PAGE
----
The basic arrangement of the book is by states accompanied by charts, copies of detailed maps locating town and a detailed list of the stations served on the various mail contracts.

The mail contracts normally have the individual stops and dates thus one may be able to bracket in time when a specific station was in postal use.

The full-color, hardbound book runs 1,096 pages and illustrates 242 covers, 582 maps and 360 other images. A DVD included shows more than 800 covers, many which are not illustrated in the book; annual postmaster general reports; and other reports to Congress between 1817 and 1878. Also included are more than 6,000 images of the manuscript “Railroad Contracts by States.”

“The bonus disk is a boon to postal historical research,” wrote Diane DeBlois in the November issue of “The Chronicle of the U.S. Classic Postal Issues” by the U.S. Philatelic Classics Society. “Although these reports might be sourced otherwise from the internet, to have them all in one place is a gift. … So, bravo to a brave British postal historian for supplying his American counterparts with such a valuable resource.”

In late November, Feldman appeared at Chicagopex 2017 stamp show in Itasca, Illinois, where he gave a presentation based on the book and signed copies.

The competition, open to all organizations and publishers of philatelic periodicals, was founded in 2013 to recognize promotion of philatelic research and the preservation of philatelic knowledge through publication, according to outgoing APS Librarian Tara Murray, as posted in a recent APRL blog.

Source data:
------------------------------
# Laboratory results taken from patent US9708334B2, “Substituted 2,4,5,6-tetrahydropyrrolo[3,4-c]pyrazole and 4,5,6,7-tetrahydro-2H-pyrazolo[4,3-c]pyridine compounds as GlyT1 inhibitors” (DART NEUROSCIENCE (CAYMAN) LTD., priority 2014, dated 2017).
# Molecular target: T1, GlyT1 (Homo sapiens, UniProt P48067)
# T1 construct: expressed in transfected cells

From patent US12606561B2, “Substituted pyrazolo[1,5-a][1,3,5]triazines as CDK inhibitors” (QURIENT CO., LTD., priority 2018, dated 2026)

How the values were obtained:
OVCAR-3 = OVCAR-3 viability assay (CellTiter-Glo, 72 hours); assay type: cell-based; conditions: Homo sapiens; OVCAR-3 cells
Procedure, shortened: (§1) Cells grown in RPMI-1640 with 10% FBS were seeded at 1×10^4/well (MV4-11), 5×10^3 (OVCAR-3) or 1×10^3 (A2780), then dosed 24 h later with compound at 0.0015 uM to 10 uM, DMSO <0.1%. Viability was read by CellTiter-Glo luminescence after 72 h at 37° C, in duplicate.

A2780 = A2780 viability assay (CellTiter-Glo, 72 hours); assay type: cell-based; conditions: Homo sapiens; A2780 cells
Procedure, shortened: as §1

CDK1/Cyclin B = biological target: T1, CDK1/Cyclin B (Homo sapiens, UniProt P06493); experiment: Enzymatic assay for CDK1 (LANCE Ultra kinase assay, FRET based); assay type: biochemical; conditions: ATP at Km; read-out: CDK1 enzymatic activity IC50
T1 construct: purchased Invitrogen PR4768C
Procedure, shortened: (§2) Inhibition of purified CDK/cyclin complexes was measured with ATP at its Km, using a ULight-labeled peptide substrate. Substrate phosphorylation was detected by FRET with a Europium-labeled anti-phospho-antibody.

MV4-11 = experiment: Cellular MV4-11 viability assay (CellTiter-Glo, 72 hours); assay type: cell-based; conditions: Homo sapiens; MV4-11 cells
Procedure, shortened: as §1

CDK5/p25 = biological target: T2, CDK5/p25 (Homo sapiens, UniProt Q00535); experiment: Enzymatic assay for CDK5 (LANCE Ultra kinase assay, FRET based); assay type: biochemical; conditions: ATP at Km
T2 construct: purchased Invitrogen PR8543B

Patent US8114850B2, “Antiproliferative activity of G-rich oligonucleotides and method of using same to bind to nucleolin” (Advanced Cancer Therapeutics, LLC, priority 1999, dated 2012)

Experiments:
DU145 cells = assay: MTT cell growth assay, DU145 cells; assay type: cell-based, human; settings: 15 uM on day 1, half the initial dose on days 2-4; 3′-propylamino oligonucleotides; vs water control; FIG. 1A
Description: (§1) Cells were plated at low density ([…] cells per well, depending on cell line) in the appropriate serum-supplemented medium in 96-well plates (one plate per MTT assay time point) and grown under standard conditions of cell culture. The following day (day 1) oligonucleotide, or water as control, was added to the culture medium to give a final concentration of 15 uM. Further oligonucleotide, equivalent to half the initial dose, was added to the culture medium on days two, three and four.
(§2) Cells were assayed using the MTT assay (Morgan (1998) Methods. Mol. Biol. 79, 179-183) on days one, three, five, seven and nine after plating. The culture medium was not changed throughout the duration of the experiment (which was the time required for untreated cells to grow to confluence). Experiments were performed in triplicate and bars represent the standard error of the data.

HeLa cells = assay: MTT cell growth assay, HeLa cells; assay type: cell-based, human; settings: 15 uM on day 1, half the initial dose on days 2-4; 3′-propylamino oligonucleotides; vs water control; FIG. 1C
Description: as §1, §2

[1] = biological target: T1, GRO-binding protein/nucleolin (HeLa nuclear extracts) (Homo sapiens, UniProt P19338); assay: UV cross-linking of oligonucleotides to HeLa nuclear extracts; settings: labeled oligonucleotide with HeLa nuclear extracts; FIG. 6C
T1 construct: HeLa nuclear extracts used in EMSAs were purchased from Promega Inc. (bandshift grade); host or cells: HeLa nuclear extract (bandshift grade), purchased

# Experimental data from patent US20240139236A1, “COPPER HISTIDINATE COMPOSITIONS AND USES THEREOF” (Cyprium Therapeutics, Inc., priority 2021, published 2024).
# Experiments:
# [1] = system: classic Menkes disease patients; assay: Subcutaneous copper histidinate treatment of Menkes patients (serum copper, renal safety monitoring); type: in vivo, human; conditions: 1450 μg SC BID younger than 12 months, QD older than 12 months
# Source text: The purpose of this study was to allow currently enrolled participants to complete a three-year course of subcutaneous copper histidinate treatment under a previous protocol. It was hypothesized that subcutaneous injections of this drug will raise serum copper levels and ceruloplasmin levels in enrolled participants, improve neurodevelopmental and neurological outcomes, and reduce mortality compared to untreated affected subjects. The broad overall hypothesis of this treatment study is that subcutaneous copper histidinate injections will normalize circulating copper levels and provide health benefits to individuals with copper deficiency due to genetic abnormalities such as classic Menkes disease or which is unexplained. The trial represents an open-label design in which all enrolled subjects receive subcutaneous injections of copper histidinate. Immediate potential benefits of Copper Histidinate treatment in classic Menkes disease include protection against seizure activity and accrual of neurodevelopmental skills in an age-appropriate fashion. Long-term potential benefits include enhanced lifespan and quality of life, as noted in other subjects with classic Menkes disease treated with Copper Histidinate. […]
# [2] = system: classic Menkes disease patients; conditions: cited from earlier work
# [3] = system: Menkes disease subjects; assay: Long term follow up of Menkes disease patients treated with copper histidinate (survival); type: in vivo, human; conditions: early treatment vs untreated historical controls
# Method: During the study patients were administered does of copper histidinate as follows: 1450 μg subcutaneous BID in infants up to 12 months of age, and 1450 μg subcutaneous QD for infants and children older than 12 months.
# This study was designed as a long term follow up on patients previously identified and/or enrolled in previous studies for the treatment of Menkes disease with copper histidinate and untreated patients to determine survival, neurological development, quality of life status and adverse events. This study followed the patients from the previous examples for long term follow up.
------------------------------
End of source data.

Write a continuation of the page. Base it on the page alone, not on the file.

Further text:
The Philatelic Literature Review, published by the American Philatelic Research Library, and The American Philatelist, published by the American Philatelic Society, took fourth and 10th places, respectively, in the same competition.

Compex 2017 Show, May 19–21, in Chicago Area

Compex 2017 is being held on the weekend before Memorial Day, May 19, 20, and 21, at the Forest View Educational Center, 2121 S. Goebbert Road, Arlington Heights, Illinois (Chicago area). Hours of the show are: Friday and Saturday — 10 a.m. to 6 p.m.; Sunday — 10 a.m. to 4 p.m. Admission and parking are free.

Compex 2017 (Combined Philatelic Exhibition of Chicagoland) is comprised of nine Chicago area clubs holding their individual exhibits under the same roof at the same time.  Member clubs of Compex 2017 will presents a wide variety of exhibits for the viewing pleasure of all in attendance.

For the second time, Collectors Club of Chicago members have been invited to provide a special section of exhibits at Compex. At present, CCC members will have approximately 150 frames of exhibits on display.   Please be sure to view these exhibits in addition to the Compex club exhibits that will be on display. There will be something of interest for everyone to see.

This year’s theme is, “Honoring the United States Armed Forces.”  The show will have a total of approximately 180 frames of exhibits. Be sure to see the 10-frame special exhibit highlighting the show theme with a potpourri of American military mail from World War I in the Collectors Club of Chicago section.

Continue reading “Compex 2017 Show, May 19–21, in Chicago Area”

April 2017 American Philatelist Available Online